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Lethbridge Herald Newspaper Archives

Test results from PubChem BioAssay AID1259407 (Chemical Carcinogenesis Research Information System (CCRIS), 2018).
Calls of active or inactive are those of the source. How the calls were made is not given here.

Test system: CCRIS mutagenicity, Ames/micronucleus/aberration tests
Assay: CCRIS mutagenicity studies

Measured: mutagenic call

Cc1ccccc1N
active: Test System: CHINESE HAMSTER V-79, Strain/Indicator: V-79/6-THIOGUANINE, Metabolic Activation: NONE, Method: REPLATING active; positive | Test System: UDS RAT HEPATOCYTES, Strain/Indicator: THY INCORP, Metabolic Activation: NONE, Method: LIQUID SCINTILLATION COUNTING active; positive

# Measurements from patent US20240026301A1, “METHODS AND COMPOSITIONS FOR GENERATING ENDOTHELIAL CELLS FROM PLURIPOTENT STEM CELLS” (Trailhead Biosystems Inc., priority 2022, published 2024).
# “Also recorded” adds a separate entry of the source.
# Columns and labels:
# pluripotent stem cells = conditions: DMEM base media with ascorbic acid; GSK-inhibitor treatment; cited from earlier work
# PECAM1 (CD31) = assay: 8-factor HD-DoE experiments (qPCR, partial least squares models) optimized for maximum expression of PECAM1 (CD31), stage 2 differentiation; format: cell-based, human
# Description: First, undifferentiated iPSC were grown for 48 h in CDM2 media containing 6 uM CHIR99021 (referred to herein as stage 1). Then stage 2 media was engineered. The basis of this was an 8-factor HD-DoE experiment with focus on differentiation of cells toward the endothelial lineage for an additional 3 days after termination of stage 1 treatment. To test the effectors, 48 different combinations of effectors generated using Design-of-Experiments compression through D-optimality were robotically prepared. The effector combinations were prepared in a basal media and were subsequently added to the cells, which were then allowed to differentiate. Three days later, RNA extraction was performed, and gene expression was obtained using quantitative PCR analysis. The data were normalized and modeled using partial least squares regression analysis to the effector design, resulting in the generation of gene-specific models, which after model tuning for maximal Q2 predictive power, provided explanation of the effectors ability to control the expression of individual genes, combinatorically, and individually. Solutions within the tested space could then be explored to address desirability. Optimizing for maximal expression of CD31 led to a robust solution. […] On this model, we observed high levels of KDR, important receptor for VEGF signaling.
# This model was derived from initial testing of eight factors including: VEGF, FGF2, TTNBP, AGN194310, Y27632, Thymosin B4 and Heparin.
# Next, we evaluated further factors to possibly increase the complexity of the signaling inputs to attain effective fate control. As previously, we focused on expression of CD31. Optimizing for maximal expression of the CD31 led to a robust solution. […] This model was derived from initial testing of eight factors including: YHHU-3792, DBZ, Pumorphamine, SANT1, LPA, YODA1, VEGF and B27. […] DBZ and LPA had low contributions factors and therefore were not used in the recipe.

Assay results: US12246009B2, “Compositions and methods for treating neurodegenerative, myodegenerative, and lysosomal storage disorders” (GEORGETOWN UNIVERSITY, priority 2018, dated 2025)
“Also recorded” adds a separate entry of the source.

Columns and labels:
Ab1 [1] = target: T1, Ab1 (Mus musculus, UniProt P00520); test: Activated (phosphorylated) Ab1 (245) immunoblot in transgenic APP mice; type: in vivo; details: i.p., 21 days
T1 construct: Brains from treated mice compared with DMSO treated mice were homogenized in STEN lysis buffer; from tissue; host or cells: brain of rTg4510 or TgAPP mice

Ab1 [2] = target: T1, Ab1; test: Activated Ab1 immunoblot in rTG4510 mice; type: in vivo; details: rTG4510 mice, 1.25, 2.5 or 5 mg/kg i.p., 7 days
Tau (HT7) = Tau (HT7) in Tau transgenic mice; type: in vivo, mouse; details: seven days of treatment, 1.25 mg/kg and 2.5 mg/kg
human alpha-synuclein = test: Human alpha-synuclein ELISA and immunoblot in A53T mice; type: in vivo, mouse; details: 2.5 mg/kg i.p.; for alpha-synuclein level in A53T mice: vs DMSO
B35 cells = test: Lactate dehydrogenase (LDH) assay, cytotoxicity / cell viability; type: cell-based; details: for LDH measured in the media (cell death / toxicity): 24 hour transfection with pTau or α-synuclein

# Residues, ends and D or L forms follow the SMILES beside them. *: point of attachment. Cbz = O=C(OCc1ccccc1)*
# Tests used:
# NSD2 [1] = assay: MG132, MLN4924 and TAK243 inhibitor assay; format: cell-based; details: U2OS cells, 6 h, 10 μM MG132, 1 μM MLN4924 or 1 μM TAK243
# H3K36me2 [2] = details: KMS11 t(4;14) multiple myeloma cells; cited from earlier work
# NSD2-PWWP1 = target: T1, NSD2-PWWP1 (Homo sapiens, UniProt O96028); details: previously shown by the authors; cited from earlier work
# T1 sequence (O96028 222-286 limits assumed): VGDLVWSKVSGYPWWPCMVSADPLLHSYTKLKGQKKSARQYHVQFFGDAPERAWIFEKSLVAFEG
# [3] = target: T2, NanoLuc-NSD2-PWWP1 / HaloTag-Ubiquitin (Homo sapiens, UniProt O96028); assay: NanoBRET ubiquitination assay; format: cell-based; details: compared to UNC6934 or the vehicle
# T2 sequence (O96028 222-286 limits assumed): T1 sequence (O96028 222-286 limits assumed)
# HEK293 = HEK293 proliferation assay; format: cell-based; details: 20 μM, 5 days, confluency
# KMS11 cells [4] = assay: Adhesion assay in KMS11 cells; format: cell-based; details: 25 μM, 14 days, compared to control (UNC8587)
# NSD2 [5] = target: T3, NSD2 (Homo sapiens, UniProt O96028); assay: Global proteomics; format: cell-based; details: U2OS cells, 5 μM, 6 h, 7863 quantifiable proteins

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Lethbridge Daily Herald, The (Newspaper) - July 21, 1911, Lethbridge, Alberta TITF y.ETHBHIPGF, DAIJ.JC ;LETHBRIDGE DAILY HERALD i by th, Lethbrldge Hafam Publishing Co -M lawful evening at Ht office stroet, AIMto, W A. Dlrocvor'and PHONE PHONE tr Newt 1224 Clnul'tign ind ,'oh Oeptl. i rear delivered I uionih, dellvared. DAILY SUBSCRIPTION 3So i uy mnu j-inon'.fci, by 'nili, I1.W Addresses changed as often as desired but both and old d'-essea must bo WFEKt-V MErtALU rublirted f-v'sr) In e'sni o- more pujftj am contains t summary .of'toe news or ttie weeki, local -and- district. 3 icar In advance II 50 t S aiontlu, m lit I .THE DAILY HERAUD PC AT Crocs Drus; t Book Sloro. .7. Co., Jacltsnn CODS, Alexandra Hotel, Drug Siora t Co.. II. W. Hamilton. PIncller D 1, McCrca Drui Bnok Cp. (X-ePeroy peal Medicine Cranbreak, B. AtchlioD. Kelnecsa. Diamond City J Co. Vancouver, 3. C. World Co: Brown 219 -Hli St. .lamiesou News Lp 70i" Riverside Ue ctt .all C. P. R. Traini. settlement, will assuredly, bring into l.anorntlon of coal mines Is.another sol- existence a hvv of Ihlb kind rrfi'uld utlon of tho niofilem l.t the minors and operators will nomJ. nient .should Bet apart coul lamls anil to toiio o a uetier uniltislaniliiig 'have Uiein developed and read) lor and settle their troubles.wlllio'it in- Mirvlco In cmeigoiiUqs of this Mnd coiivenlunclng pubUuVa's they do. H K icillv the onh salvation of the Then o'wnVrshlp nud Friday, July 21, OUR POINT OF ,V1EW No Thought of Annexation E to pit up effective argument against le- ciprocity, ihe ConsermHve pfess and; leaders have rnslied cut the flag and talked loyalty until they red In the face, forgetting in the Meantime that the independent-miml- people of Uie country still remfiiu 'bered that evidences of loyalty bad b'een displayed, .more 'by the Liberals tain the Conservatives and not m but in actual deeds. They knew thlt ItjWas the Liberals v ho 1 the iiother Country a in tlie Canadian market, and that fc was tlie Lilherals who sent r-ontin- fents to.figtu the. .Mother Couatu s Battles In South 'Africa, and 'hat it was the Liberals who established a Canadian navj to insist Great Br alii in the time of trouble. W hat inspired the Torv civ OF I v alty in this reciprocity matter? Noth- iivg but the utterances of a few eagle screeching congressmen and a misin- terpreted speech President Taft. our readers may judge of Prep .Went Tart's real -sentiments towards Uinida we quote the lolloping pis gage from a" speech he made a few days the Coronation banquet 01 the Glnadian Cluo or Vew York People tiK'ioout annexing Ca i s'da to the United States, or the L'r. Ited Slates to Canadi It is onfirelv unnecessary; all that we ought to do is to ciiitl ate 11 full) ind complete lv as pqssible good ncishborlj lela The-closer w.e come together cpmmerciailv and socullv the betten ltj is for of us Consider also the sentiments .ex- pressed by Senator Root in his speech on reciprocity, and judge wherein thejvsmuek of annexdiion: 'Pogsibiiities of Annexation had been -suggested in Canada, with the apparent desire of the ng re erne ni 'Let us dismiss from aiiy ideas of Uion he said There have timos generi lions sued ideas" would received consideration hut Ci nadi his become a nation fsever was, there a, greater sense of -patriotic natibnaliTy in -Canada than now. Th'e "political line will continue between the tv.-o countries. Mr Root uijed a polici ot fars'ght ed diplomacy with Canada in older thgt the tw o rountnes "might be broitghf; into closor and friendly diplo- matic relations thUt would 'niake im? posaible such friction as exists be- tween bordering countries in Europe He characterized -as "idiotic and atu- pid" the constant. refusals of, this conn tn to entertair Canada s fqruier pro posaU for is the time he declaied if we our country and tre willing -to look Tar. into to shape oui policj so that our strength shall help Canadi and Canada i clrength "hall hplp so that an e" durmg friendship of cotintn for the otlier spall make, the great, English-speaking continent, the strong- est, moat prosperous' and happiest in Ihe w.ortd. Boost the Fiitr Spud the weeds' Swat the Make Lethbridgo a Spotless Town) Farmers are; busy this We'elt getting out their binders after a-'-lony rest. Oh, you, crop! The fiblons in'Ottawa are busy dis- cussing the coal question.' It ought o be a warm subject for debate. The rumor that Pat. Burns had sold ho Happy Thought? mine for eight mil lion dollars is of the gold brick order and the millonaire cattle dealer ad- vises people not to bite. How the A'or.ies.have -the nerve to j soine that yelft'SJ f Then he gave child an atrocious Ik. )4niid> fell J asleep- nn.'BealeiiVr t VA foi permanent prqipent; Seattle lus negleqted Tbe'AlasTia Uade the prircipil factor In the. citj s is large enough, for city of 80000 people hutr fotaliy'inadetioate tor i citj of TaComa a third as laige as Seattle has'a much larger manuUcturing pajroll than its largpr neighboi ''It is of bnrd times Seattle has let got down to legitimate methods It has cried out lor irmernment appro prlations and bulM the real estate market Its methods have been those of the typical ncslcin boom er and while it hn enqrmous population smaller eUie1; it in tb" Hilni-i that Ing prospellty ,J f T I EJghshnnn and. a Rcotehmanj who were bragging m tones' cjnjfn' fhe Bntishej tail t often a taken fer roj Hire Ive Deen "mistook for the Princo of Wales in me young Koot mon answered the Scqt The- Standard Securitie: Company haie Ijeen called the Dnkn Tie' man selling collar mittoifs -pause? to listen Oil a nuttln he told a deprscatoi7 fiance I ivas jneetin ah friend in strit an ho shouted Oil Holj Moseff, fa Stai Real Estate and Investments OWNERS OF Morninsfside Suite 115 Sherlock Building P.O. Box 1979 Phone 1291 public :WALTER BAKER, c.v.o. (Toronto Sitmcnv Night) The grint-ng of a t O to Mr W Bakei bccretarv of the Canadian the operators and mine's con'1 ferred for a month and could not reach an agreement. It. was then that the miners went out on strike lolimtanij quit work as the miners put ft 'it'waS seierfTiveeks after the mines ha'd been closed down that the Department of Labor appointed a Conciliation Board at the request of the employees. That was Just what the public wanted, in the hope that the differences-between the pnrties would be aired and adjusted. Hardly with the differen- ces' between the two -parties will take seriously Mr.- Goodeve's statement that the trouble would have neon set- tled If tho Labor Department had not Interfered. >The. most serious- objection to the Is the constitution of Us conciliation, boards, These boards should be composed entliely of inde "pendent man As it is at piesoul chairman, who the operators and a representative oi the miners, fnrarlabl) there is d mj j6rity and a njinorltr rnpoit because tiie lepresentatives of tlie conflicting Interests on the board crninot agree There would more Ilkel) be igree caiines and (heir judgment would be that of well Informed men A -om mission of thjs chaiacter would i e cessariiy. have to be composed of men, of sqund Judgment and unprejudiced who wbuia havp toe'cou fidence of both sides to J dispute just as lh.e Commission Why does not the Government force the miners to jo back to work' !i a Question asked by somo people. The answer. Is very simple. The Govern- ment has not the power to tell men that they must work Neither Ins it Hie power to order operitors to open Uiclr mines and. pay the men What ask A povyer such as that would interfere With .the liberty of the sub- ject. The Conciliation Act aims io conciliate; io Investigate and to en. lighten and when it fails o settle n trouble In thai public opinion Is the nett re-ort and if that tr luing tho panics together and lo n settlement thcie Is no law to compoi cilher part) do what It doei rov want to do. Compulsory arbitration and compni- sory-acccptsnco of the award of'Hie advocated Just now, by many people. These constant strikes and the prolonged delays, m is the "IDEAL" Accident-proof Crib, designed for baby's comfort and safety and mother's convenience and freedom from worry, Fmlj and aides art eitra nlih to prt'tnt the baby out, and the snlndtea are togither that cannot Act itt head bctinen them The tide lowera to make the cr b annci to mother's bed when denlrcd "IDFAL" an made in a number tl attractlre patterns and tarlous alies, all durable and without daniteroui sharp cnrnera or edges The "IDEAL" tuannrte label IdentUM the tn- uliie Sold by Kim omen iKwraM jmi Book No. IM IDEAL BEDDING TOWOIITO a i I 4 Pacific Railway, was. a nice recogni tiqn given at Coronation time of his services, performed more especially during rhe visit of the Duke and Duchess of.Cornwall and York .in 1901 Upon this occasion, 111 Bak .representative of the Canadian Pacific Kid charge of the il tours thioughout Canada Ihe present King was BO weilpleased with the manner in tthich Mr Baker dis I cha.ged his duties when the lat ter was on a visit to England recently, he was accorded the, favor of a pn vale interview by special command of the rung This was supplemented b> Sis Majeetj contemn? upon him at Coronation time the trie of Cornpan ion of the Victorian ordei Walter Reginald-Baker Eng Il'hman bv birth HP born m York, and (s now elosp to >eair. of ige the day of birth being' May -oth JJe has, however, been in Canaaa since he''irleonryears of so that, honorable as the ".claim may be, he can .hardly call himself an Englishman in the accepted sense. He began his business and transportation experience in lhe steamship business, becoming an employee of the Allan. Lino of Steamships at an oarly age. He was still only 'twenty-one yenrs-of I age when, after eight years of service Allans, he reoi.encd to take the position of Local Freight and Pas- senjer Agent at Ottawa, of Ihe'Can, ada Central Itallway. He filled this I position satisfactorily tor about a ycav I when he abandoned the transportation butiness to take tip government'work >t Ottawa This was in 1874. From .hat ;ear till 1S7JI, or Ihereabouts. he j was private secretary and A.D.C. to j Karl of Oufferin; .who is still spok- en of in Canada M. having been one' >f the beat Governor Generals the' fomimoi ever had, and as having rv-ed with much eclat. Mr. liakcr seems to have a pen- chant for whati for want .of a hotter, erm might to called j functions, or, whatever., they lglu be. Possibly It may. have hit which Rcconnla.for .hla five years i Hit of Ihe transimrtallpn hiisiniiss, al. hough ..whether in the transportation nulntsa 01 out, he sce.mi to bavo inudi associated with official, om, functions and such .like matters ot fuih understood or appreciated by lie miss of people. He was for some :me Assistant Secretary to the Treas- r> Board at Ottawa, and then broke inlo tho trantporUtlion buslnma once morejn the capacity.of Assist- ant" to the General 'Superintendent of the Canadian Pacific Itailvvavf eiq Diviwm ITe'wis also'Asfcirtant to the of the Pont lac and Pacific opei- atea iiom Ottawa dome di-Hanre west id along the north bide of the Ot tawa mer rhm is now pail o.ii lhe C P R sjotem He was also Gprt oral Suporlntendeni of the Manitoba and Western with hoadumr teis ,it and latci became Managei of thai loid While still al'Winnipeg he became Execu trie Agent of the Canadian Pacific. Latei on he was promote 1 to the posi tlon of to the Vice Pies-dent- and afterwards Assistant to'1 the'-Pres- ident he became of the comiiain which position ha still holds. During.-.hin servicai.vvith-the lie IMS had chaige of more than ono tout of Rojalties Besides the tour ot the present refgmng sovereigns of England, in 1101 ahead) alluded to, and for his services in which connec tioa he has leceivetl his recent decoi-, he chaigc of tie loin ot Prince Arthur of Cohaught, In" 190S, and also that of Prince pan In conclusionV0f ihat trip, lie received the decoration ot the 'rd Class Oidei ot Satrol Treasure; Japan. ;